Australia’s best-known wine region
60 km north east of Adelaide. The Barossa Valley is the best-known wine-growing district in Australia, with well over two dozen wineries. They produce wines ranging from humble but very drinkable plonk to Penfold’s Grange Hermitage, which can claim to be one of Australia’s finest. These days, Barossa has to compete with world-class wines produced in McLaren Vale, also in South Australia, and in the Margaret River area, Western Australia.
The region was originally settled by farmers who had fled religious persecution in Prussia (Germany) and Silesia (Poland). These people gave the region its distinctive Lutheran churches and many other German touches which have since been cultivated to enhance the tourist trade. Though curiously, neither Prussia nor Silesia are renowned for their wine.
This entire area was originally known as Neuschlesien (New Silesia), but trying to pronounce this and drink wine evidently proved too much for locals and visitors alike.
You can tour the wineries by car (they’re mostly within a 25-km radius): there are useful suggestions for guided and self-guided winery tours on the Barossa Valley official website, www.barossa.com. There also has a link to the Barossa Visitor Information Centre. Or you can stay overnight in one of the wine villages, or you can hire a moped – try www.barossabikehire.com.
In general, the best wineries to visit are the smaller ones. These have a friendlier atmosphere, which enable you to air your vast vinicultural wisdom with the minimum of public embarrassment. Every winery has its tasting cellar, and there are usually at least half a dozen wines for you to sample. Spittoons are provided for the professionals, who like to demonstrate that they know what they’re doing by spitting out what they’ve tasted. The rest of us, who are also well aware of what we are doing, prefer to complete the process as it was meant to be completed, and then move on to the next one. Always try the white ones first, as they tend to mask your palate less. It’s worth going through all the rigmarole of rolling the wine on your tongue and gurgling (before gulping it down) if you want to savour the flavours and taste the differences. And in case you forget, the prime purpose of these tastings is to get you to buy a few bottles of the product. Don’t be bashful, you won’t be disappointed.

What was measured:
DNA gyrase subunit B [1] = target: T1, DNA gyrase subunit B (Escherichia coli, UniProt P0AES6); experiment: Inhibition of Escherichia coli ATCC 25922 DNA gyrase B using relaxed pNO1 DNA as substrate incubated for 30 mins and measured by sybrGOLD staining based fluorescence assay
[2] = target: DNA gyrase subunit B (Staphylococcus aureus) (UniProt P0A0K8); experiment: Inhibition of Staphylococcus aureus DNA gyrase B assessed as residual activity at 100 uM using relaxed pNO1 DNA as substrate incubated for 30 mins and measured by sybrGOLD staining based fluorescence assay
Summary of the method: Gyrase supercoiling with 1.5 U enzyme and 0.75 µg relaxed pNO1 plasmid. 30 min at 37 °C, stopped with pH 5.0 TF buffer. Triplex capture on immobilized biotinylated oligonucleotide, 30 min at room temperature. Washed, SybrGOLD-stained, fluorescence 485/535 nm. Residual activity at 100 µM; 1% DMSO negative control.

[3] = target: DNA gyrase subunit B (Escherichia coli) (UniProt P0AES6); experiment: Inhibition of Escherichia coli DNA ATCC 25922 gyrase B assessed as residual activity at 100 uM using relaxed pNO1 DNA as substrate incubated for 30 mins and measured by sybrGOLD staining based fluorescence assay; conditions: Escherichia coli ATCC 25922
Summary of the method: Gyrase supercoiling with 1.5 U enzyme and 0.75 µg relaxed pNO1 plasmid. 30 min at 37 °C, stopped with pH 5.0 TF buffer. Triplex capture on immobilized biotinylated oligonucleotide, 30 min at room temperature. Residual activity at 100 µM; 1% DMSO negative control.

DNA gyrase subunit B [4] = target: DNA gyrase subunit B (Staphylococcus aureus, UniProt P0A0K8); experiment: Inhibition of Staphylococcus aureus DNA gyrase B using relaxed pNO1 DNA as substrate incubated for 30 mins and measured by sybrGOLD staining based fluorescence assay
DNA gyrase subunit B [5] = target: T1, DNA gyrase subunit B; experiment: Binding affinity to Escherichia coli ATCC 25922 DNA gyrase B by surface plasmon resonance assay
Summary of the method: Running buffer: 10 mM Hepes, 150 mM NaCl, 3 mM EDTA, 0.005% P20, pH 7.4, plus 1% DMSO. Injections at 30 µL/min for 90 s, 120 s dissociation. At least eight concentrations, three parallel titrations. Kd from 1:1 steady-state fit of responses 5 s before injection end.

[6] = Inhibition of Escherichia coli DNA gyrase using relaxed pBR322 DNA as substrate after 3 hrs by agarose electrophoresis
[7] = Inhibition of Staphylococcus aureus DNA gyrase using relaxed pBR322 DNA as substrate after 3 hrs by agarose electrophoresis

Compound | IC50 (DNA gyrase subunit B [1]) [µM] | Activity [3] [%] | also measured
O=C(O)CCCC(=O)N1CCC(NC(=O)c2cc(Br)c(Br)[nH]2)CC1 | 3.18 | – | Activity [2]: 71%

Of the towns in the Barossa Valley, Tanunda is the most German, with its oompa-pa music and original German cottages. Lyndoch has the interesting South Australian Museum of Mechanical Music (www.radiomuseum.org). Nearby is the Barossa Reservoir, with its famous whispering wall; what’s said 150 m away reaches your ears as a so-called ‘ghostly whisper’. Lyndoch is also the home of the Chateau Yaldara Estate, on Gomersal Road. Its old mill has been turned into a neo-rococo chateau but the wine made here is the real thing.
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